Grounding of ro-ro passenger ferry Ben-My-Chree
Location: Approaches to Heysham Harbour, England.
Completed PE Summary: Ben-my-Chree
A short summary of the accident and action taken:
|Registered Owner & Manager:||Isle of Man Steam Packet Company|
|Port of registry:||Douglas|
|Flag:||Isle of Man|
|Type:||Roro passenger ferry|
|Classification society:||Lloyds Registry|
|Length overall:||125.2 metres|
|Date & Time||03/11/2006 02:23|
|Location of incident:||Approaches to Heysham harbour|
|Persons onboard:||93 passengers 31 crew|
At about 0223 on 3 November, shortly after leaving Heysham harbour, the ro-ro passenger ferry slowly came to a stop as the vessel grounded on a shallow patch of sand in the navigational channel. The grounding occurred nearly 1 hour before a very low water spring height of tide. This was one of the few occasions during 2006 that sailing and arrival times coincided with a very low spring tide. The vessel refloated at about 0417 on the rising tide and she continued on with her passage to Douglas. A diving survey found no damage to the ship.
In the last 4 years, large amounts of silt had been deposited into the approach channel to Heysham from a new offshoot to the River Lune and navigational buoys had been moved accordingly. However a new shallower patch was discovered in June 2006 and the harbours’ users were given the latest hydrographic charts by the port authority.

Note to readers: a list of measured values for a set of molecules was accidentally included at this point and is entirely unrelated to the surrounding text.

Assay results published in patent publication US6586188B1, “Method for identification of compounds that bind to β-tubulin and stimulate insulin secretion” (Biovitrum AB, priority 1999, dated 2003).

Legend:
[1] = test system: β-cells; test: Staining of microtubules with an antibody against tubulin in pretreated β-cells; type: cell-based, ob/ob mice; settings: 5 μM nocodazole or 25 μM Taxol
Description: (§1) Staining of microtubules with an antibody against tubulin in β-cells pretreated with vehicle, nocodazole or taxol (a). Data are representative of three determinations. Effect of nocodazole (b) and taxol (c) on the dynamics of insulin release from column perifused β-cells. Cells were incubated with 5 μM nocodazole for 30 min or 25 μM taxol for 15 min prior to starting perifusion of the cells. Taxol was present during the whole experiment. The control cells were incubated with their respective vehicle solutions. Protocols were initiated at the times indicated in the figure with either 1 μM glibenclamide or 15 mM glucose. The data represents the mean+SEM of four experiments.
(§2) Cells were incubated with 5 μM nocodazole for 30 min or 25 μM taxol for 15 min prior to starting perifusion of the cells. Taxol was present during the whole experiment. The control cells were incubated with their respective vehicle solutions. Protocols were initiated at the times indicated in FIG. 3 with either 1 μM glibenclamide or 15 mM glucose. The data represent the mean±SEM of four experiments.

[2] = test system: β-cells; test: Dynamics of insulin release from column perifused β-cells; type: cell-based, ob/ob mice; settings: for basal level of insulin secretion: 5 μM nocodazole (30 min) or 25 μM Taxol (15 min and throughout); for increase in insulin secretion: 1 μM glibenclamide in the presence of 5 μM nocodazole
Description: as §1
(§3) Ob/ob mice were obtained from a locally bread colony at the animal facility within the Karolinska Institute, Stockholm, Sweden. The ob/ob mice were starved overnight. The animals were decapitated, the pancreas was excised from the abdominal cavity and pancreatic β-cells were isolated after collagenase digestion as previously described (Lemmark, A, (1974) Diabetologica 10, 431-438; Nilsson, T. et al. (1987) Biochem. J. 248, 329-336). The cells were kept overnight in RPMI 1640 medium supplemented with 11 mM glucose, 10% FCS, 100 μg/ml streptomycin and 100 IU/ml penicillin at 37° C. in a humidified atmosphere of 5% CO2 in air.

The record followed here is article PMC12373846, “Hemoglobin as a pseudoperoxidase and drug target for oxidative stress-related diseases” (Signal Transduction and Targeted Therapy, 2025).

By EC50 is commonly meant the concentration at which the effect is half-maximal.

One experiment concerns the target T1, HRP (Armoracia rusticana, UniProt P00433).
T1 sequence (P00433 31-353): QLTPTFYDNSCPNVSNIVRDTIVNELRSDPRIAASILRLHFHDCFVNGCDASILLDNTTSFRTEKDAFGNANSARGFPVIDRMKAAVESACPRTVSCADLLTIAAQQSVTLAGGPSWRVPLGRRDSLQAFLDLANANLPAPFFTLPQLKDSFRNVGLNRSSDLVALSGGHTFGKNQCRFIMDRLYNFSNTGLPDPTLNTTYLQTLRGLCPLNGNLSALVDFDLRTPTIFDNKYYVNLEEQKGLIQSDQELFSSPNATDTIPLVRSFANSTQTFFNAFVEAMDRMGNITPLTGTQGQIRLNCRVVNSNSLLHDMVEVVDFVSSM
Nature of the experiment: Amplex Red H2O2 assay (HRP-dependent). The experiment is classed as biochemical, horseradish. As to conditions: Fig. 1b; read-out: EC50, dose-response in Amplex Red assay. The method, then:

The Deputy Chief Inspector of Marine Accidents has written to the owners the company giving advice on guidance for minimum acceptable under keel clearance; changing the ship’s schedules when sailing/arrival times coincide with low water spring tides; the appropriate use of main engines, once a vessel is aground, and passage plans include tidal calculations and appropriate under keel clearances.
The Deputy Chief Inspector of Marine Accidents has written to the general manager of Heysham harbour to highlight the requirement contained within the Port Marine Safety Code for Harbour Authorities on the promulgation of port passage guidance, especially with regard to under keel clearance. This compliance should ensure that there is a clear and shared understanding by all users of all potential hazards in the Harbour Area and the margins of safety required to maintain the safety of the harbour and the vessels using it.